The Buzz among our Kakis
Lately, this particular Zi Char establishment has been generating a lot of buzz and catching the attention of our kakis. Intrigued by the enthusiastic recommendations, we decided to organize one of our regular makan sessions there in order to understand what all the excitement is about.
From Real Estate to Wok Warrior
What sets Rainbow Rice House apart from other Zi Char restaurants is the fact that the boss, Louis Tay, is actively involved in the kitchen, unlike most Zi Char establishments where the owners typically play only a hosting role. Louis had a background in various retail businesses before he made a significant career change, driven by his passion for food. In the year 2000, he ventured into the culinary world by operating the canteen at Changi Naval Base. During this period, Louis honed his skills in preparing typical canteen dishes such as Nasi Padang and Bak Chor Mee.
In 2008, they transitioned to a Zi Char establishment at Fook Hai Building, where Louis further enriched his culinary expertise by learning the art of Zi Char cooking from his Malaysian chefs. They relocated to their present location in 2019 after a brief respite during which the couple considered retirement. However, their passion for food pulled them back into the kitchen.
Louis remains deeply involved in the day-to-day operations, commencing each day by sourcing fresh seafood from the markets and ensuring the quality of ingredients. He spends the rest of the day in the kitchen wrestling with the wok.
It’s worth noting that Rainbow Rice House also caters to lunchtime diners with their chap chye png where customers wanting a quick lunch can simply choose dishes to go with rice. Or they can opt for something freshly prepared from the kitchen. The Zi Char dishes featured at the restaurant are primarily available in the evenings, providing a diverse dining experience throughout the day.
Review of the food
Must Try Dishes
The one dish that really stood out for me was the ngor hiang. The flavour of the yam was quite distinct in the Teochew style ngor hiang and the crust was incredibly crunchy! 4.5/5
There is no doubt that Louis is a master of the deep fry. I enjoy his crunchy batter, which he tells me is made from almost all the conceivable types of flour available in the market! Their eggplant is crunchy on the outside with just a sliver of creaminess on the inside. It’s tossed with fried curry leaves, curry powder, and topped with pork floss. Quite addictive. 4.5/5
Can Try Dishes
The fried Hokkien Mee is one of their signature dishes that most people order when visiting. Louis uses thin bee hoon but manages to fry it in a way that keeps the noodles quite moist, although it isn’t swimming in gravy. Most of my friends gave it a nod of approval, but I felt that it could have more ‘wok hei,’ and the prawn stock could have packed more of a punch. 4/5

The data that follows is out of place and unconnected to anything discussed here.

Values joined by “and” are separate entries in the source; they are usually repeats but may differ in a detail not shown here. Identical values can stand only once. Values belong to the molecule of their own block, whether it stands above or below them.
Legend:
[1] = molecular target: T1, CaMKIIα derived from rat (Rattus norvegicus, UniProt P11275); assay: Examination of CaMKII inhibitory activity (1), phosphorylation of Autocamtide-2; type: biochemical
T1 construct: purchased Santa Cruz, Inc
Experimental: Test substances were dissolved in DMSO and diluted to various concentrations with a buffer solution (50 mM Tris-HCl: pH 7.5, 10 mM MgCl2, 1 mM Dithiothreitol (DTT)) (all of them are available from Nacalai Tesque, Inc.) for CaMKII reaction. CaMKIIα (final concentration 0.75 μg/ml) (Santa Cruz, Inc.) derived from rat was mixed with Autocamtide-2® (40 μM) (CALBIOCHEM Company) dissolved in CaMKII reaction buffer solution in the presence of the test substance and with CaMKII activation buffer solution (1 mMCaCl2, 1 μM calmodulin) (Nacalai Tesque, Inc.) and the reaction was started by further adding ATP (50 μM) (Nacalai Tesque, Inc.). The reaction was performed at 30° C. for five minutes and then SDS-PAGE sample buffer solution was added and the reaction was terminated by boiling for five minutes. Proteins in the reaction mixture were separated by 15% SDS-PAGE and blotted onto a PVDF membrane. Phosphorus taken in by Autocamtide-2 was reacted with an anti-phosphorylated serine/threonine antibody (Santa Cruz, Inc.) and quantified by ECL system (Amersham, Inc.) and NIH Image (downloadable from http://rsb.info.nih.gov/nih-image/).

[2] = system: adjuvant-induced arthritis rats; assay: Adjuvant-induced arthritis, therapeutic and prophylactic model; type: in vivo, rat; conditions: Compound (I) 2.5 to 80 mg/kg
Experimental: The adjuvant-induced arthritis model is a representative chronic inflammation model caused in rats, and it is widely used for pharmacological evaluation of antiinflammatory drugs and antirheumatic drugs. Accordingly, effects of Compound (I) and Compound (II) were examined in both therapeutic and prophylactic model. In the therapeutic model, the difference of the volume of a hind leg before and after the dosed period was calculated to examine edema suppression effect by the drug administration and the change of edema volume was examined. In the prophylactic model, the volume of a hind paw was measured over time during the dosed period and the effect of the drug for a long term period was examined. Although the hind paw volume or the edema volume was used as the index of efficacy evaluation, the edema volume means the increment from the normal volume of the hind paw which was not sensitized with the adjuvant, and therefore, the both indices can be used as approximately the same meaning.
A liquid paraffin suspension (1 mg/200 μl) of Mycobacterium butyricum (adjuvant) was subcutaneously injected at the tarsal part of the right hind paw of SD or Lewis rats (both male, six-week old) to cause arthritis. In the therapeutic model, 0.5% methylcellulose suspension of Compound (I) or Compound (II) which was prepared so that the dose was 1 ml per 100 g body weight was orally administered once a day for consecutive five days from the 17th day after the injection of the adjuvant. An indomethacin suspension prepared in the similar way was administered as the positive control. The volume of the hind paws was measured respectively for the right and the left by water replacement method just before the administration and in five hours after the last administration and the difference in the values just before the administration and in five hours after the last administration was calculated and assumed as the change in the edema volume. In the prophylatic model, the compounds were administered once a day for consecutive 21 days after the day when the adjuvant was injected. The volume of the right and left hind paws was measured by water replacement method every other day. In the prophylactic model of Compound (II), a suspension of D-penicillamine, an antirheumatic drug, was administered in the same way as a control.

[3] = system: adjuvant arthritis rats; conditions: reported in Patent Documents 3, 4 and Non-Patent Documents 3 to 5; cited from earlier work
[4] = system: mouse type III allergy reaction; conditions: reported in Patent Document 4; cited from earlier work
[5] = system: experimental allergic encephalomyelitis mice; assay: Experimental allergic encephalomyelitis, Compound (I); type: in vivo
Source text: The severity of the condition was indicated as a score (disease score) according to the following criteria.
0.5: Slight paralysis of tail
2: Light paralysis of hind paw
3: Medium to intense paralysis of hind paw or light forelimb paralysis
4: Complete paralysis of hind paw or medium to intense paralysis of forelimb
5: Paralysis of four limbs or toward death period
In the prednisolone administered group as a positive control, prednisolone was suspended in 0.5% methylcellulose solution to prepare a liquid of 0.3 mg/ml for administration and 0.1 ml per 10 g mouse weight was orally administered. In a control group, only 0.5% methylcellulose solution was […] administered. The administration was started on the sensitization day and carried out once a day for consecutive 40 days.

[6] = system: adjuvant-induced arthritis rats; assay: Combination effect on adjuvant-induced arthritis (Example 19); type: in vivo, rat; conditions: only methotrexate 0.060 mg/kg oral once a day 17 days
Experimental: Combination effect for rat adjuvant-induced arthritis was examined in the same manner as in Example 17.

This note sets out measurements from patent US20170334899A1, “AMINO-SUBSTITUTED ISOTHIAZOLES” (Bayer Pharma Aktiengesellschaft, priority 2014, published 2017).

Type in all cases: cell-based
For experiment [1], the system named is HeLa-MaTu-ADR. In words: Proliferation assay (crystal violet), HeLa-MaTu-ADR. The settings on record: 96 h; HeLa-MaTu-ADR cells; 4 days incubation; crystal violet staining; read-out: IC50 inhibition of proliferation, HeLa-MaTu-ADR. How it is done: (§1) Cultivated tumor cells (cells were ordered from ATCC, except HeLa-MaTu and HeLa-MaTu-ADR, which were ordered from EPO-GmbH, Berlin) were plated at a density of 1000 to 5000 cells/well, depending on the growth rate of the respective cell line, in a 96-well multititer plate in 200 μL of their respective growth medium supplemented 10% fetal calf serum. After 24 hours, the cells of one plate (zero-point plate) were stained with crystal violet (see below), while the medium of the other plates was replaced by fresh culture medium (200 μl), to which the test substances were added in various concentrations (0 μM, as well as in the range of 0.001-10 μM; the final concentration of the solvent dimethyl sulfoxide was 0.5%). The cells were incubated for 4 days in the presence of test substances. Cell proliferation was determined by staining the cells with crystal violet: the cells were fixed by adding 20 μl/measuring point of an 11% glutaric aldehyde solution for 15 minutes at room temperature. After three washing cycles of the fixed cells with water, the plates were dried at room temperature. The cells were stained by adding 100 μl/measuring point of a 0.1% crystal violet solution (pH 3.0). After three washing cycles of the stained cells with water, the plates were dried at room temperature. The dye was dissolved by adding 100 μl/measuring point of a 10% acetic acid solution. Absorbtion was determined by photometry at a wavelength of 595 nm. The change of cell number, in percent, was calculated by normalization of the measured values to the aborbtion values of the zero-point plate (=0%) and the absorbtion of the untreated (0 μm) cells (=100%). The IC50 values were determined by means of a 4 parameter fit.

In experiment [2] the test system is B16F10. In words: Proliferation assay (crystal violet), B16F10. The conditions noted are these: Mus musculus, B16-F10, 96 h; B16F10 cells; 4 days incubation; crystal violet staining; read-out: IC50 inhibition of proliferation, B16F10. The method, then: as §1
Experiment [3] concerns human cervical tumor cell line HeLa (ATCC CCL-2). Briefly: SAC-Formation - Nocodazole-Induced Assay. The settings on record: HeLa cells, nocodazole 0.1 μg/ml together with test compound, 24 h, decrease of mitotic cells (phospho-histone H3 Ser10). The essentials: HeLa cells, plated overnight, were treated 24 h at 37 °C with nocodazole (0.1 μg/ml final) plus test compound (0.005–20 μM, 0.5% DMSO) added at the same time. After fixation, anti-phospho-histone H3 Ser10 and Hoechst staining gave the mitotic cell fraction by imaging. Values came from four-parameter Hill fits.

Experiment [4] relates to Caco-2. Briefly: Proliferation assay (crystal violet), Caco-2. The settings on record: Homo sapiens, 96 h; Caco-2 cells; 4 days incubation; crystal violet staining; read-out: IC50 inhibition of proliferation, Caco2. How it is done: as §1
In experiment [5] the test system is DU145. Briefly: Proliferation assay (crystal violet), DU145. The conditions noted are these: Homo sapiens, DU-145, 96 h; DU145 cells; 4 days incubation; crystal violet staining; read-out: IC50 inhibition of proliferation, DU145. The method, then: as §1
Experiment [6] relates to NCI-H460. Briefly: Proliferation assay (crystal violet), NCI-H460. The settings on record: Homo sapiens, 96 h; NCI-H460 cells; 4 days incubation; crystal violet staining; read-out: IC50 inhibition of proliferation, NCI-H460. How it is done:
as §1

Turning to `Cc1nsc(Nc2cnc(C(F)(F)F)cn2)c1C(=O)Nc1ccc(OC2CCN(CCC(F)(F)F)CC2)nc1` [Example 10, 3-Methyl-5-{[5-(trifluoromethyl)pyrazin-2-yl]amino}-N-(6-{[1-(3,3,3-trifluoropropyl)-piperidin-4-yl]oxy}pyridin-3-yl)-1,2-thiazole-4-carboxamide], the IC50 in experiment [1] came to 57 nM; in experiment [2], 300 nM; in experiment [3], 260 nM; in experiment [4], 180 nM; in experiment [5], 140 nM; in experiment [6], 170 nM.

One thing I really appreciate about Rainbow House is the quality of the seafood. Louis still takes the time to personally visit the market to buy the seafood every day, and it makes a noticeable difference in the dishes he serves. For the fish head curry, he uses a very generous Ang Koli (gold banded jobfish) head, which is not so commonly seen nowadays. Most run-of-the-mill curry fish head places now use smaller farmed Ang Koi (red snapper). The fish was very fresh. The curry was a fusion of Nonya and Indian styles, rich with a bit of tang. It was good but just failed to cross the threshold into the realm of addictiveness. 4/5
The omelet was skillfully fried, resulting in crispy edges and a moist and fluffy centre. However, I found the chili a bit too sweet and it didn’t quite complement the flavor of the oysters. 4/5
The quality of the pork ribs was very good. They were meaty and had a nice bite and the marmite sauce was well balanced. It was just slightly dry and some of our friends wanted the meat to be falling off the bone tender. It didn’t bother me since I still have all of my teeth. 4/5
Try If You Must Dishes
The market prawns were fresh and juicy but the assam sauce just failed to hit the spot for me. It could have been a little more tangy and punchy. 3.5/5
Louis recently introduced a series of Nonya dishes because of his passion for cooking. At the of our visit, we felt that he was just a little light-handed with the sauce. The flavors were good but needed to be more robust in order to be eaten with rice. In the case of the ayam buah keluak, instead of serving whole nuts, he blends the buah keluak with minced pork and cooks it in the gravy. This makes it easier to eat as you don’t have to scoop out the nuts, but again, the buah keluak lacked that earthy, slightly bitter aftertaste which is what buah keluak enthusiasts look for in the dish. It’s still early days, and I am confident that with a bit more time, Louis will refine the Nonya dishes to make them more enticing
It’s clear why our kakis have been drawn to Rainbow Rice House. Louis and his wife are exceptional hosts, the ingredients are carefully sourced, and it is not common to find a zi char chef you can talk to make personal requests. It’s the kind of place that can easily become a regular hangout. While most of the Zi Char dishes are excellent, the newly introduced Nonya dishes will need more fine-tuning, but I’m optimistic they’ll reach their full potential in due time.